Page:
The Federal Communications Commission will reveal a plan March 17 to expand affordable broadband access to some 93 million Americans who lack a high-speed connection. The plan will likely involve a combination of price reductions for Americans along with investment in broadband infrastructure. A recent FCC survey suggests that 74 percent of Americans have Internet access from home, and that broadband users pay an average of $41 per month for the service. Carriers have expressed some reservations about the FCC's proposed expansion of Internet regulations.
A government plan for bringing affordable broadband access to a sizable
portion of the 93 million Americans who currently lack a connection will be
revealed March 17, according to the Federal Communications Commission, which recently
conducted a survey detailing the country's Internet habits.
The United States
currently trails a number of other countries, including Japan
and France, in
its rate of broadband adoption. The FCC has publicly suggested that overcoming
that gap, and connecting more Americans, will translate into concrete
societal and economic benefits.
"It's so important because broadband is essential to fostering 21st
century jobs, investment and economic growth," Julius Genachowski,
chairman of the FCC, said in prepared remarks at an FCC Open Agenda Meeting in
Washington, D.C., Feb. 18. "It's also so important because of the vital
role broadband must play in advancing key societal goals in areas like
education, health care, energy, public safety, democracy, and small business
Genachowski has cited a goal of expanding U.S.
broadband access from 65 percent to 90 percent, at least in part by lowering
broadband prices and expanding infrastructure.
of 5,005 Americans between October and November 2009 found that
78 percent of American adults are Internet users, with 74 percent of them having
access from home. Around 65 percent of adults are "broadband
adopters," and pay an average of $41 per month for service.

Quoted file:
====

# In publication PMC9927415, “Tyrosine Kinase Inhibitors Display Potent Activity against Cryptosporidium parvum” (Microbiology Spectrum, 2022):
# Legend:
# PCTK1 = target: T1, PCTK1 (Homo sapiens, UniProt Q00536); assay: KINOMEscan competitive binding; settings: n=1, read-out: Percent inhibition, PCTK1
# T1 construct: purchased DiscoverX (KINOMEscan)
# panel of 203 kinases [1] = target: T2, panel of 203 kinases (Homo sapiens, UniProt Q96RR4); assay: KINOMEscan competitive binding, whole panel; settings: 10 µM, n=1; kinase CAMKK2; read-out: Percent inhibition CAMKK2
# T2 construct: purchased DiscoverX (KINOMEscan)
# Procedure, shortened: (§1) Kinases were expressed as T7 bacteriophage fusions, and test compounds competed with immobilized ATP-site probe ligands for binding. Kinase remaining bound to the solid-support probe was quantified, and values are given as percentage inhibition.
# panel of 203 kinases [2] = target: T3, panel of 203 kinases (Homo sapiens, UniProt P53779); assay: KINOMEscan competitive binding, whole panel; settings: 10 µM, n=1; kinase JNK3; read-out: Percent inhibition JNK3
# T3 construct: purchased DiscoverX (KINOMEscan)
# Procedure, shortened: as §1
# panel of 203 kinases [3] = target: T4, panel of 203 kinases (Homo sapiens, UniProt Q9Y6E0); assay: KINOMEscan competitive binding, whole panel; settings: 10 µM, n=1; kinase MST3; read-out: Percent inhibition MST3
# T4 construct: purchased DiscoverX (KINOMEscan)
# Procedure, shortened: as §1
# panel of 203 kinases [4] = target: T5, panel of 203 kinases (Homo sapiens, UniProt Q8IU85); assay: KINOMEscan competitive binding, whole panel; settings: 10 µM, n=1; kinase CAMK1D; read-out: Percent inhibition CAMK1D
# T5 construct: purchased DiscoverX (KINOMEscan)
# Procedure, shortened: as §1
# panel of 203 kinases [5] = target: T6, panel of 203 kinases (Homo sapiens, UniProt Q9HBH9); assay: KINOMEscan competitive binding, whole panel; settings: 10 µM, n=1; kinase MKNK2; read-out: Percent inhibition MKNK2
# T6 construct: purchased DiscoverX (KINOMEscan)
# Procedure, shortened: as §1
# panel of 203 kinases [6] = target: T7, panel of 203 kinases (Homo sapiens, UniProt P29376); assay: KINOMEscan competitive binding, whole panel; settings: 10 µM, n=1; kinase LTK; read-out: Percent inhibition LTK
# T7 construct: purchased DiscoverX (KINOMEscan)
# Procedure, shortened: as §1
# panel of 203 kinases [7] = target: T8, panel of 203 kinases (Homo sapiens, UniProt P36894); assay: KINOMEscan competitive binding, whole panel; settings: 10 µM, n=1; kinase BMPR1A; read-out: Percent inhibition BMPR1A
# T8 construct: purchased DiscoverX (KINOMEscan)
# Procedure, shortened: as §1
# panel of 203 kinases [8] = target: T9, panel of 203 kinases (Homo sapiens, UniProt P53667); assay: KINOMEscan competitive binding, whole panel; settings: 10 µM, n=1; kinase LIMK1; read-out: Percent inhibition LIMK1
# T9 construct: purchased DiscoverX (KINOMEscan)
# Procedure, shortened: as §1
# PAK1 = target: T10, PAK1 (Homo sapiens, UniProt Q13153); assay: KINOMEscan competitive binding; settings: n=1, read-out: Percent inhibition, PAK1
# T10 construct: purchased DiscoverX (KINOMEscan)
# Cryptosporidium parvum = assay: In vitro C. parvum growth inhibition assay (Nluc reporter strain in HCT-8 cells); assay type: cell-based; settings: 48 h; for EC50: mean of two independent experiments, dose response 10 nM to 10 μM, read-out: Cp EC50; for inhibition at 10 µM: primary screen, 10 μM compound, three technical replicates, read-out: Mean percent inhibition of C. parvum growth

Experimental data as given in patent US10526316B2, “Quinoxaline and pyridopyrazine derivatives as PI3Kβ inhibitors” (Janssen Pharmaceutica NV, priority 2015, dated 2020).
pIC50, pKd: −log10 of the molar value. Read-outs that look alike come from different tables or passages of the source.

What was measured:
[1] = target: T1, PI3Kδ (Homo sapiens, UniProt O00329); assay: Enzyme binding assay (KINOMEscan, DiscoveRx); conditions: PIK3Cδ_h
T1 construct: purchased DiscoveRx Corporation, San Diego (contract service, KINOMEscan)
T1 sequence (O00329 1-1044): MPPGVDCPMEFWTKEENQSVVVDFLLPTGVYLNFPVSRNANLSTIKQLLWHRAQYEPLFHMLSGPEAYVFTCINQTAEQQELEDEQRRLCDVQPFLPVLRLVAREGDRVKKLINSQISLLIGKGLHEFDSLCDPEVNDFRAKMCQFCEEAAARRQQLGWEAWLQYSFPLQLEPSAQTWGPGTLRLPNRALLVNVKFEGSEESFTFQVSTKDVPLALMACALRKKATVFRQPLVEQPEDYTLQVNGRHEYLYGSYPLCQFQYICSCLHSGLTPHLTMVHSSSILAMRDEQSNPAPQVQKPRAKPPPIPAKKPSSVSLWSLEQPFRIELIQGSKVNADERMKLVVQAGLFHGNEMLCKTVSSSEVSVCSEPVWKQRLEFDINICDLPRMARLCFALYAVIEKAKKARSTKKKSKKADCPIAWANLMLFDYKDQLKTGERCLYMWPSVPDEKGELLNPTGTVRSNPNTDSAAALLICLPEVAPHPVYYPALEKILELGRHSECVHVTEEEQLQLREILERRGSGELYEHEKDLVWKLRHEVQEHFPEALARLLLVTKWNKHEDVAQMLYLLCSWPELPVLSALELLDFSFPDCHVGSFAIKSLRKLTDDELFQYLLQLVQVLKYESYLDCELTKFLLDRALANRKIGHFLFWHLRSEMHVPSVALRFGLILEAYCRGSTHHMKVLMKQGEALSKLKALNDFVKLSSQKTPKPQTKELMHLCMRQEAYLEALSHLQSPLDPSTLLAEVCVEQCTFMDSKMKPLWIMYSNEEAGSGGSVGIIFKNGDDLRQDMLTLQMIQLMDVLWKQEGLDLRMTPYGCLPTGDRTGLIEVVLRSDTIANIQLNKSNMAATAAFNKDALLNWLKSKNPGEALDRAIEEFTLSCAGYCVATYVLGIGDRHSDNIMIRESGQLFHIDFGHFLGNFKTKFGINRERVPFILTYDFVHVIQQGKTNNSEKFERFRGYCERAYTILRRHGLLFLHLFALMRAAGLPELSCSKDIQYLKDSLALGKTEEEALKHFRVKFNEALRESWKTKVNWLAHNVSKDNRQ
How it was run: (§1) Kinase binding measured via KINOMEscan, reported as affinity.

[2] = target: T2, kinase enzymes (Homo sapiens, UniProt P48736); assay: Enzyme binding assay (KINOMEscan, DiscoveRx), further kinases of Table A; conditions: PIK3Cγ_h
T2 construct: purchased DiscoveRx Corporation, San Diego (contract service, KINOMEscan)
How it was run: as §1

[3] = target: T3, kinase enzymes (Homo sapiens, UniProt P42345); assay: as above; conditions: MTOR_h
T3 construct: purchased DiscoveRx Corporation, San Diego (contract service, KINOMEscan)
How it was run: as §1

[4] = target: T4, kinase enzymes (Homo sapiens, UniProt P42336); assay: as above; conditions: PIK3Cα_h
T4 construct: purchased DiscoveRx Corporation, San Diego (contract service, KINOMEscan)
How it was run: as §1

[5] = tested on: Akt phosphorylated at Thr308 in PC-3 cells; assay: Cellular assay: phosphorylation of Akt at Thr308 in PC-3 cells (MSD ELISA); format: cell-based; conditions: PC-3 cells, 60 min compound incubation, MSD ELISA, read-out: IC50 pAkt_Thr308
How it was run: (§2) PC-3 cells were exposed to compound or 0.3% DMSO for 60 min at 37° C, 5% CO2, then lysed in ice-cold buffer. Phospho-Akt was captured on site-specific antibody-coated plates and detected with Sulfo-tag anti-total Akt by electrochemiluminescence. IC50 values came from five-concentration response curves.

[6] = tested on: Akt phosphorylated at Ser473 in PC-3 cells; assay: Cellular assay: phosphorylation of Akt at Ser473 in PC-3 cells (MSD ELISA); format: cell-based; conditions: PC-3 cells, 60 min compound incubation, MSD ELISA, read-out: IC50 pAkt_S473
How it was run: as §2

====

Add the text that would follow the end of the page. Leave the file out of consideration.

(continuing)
The report based on that survey, titled "Broadband Adoption and Use in America,"
suggested that richer and more educated people tended to have higher adoption
rates of at-home broadband. Cost, lack of digital literacy and perceived
irrelevance were cited as the primary barriers toward adoption for those who
"Not only does broadband adoption vary by income, individuals with
broadband at home exhibit some differences in behavior and attitude toward
broadband depending on their income," John Horrigan, the primary author on
the paper, wrote as part of his conclusions. "In general terms,
lower-income broadband users are more likely to use their high-speed
connections to address important life issues, such as job searches or
education, and for entertainment. Higher-income broadband users, however, are
more likely than low-income ones to shop online, contact government and
Expanding broadband to wider swaths of the population, however, could
come with increased jockeying between the government and telecommunications
In January, AT&T told the FCC that it needed to ditch its
land-line infrastructure in order to help Congress meet its goal of extending
broadband access to the entire American populace.
"The transition is underway already," AT&T wrote in a Dec. 21
missive to the FCC. "With each passing day, more and more communications
services migrate to broadband and IP-based services, leaving the public
switched telephone network (PSTN) and plain-old telephone service (POTS) as
relics of a bygone era."
The FCC may also expand its regulatory powers over Internet service,
although a variety of carriers ranging from AT&T and Verizon to Time Warner
Cable have all protested the potential move as detrimental to their ability to
invest in broadband networks.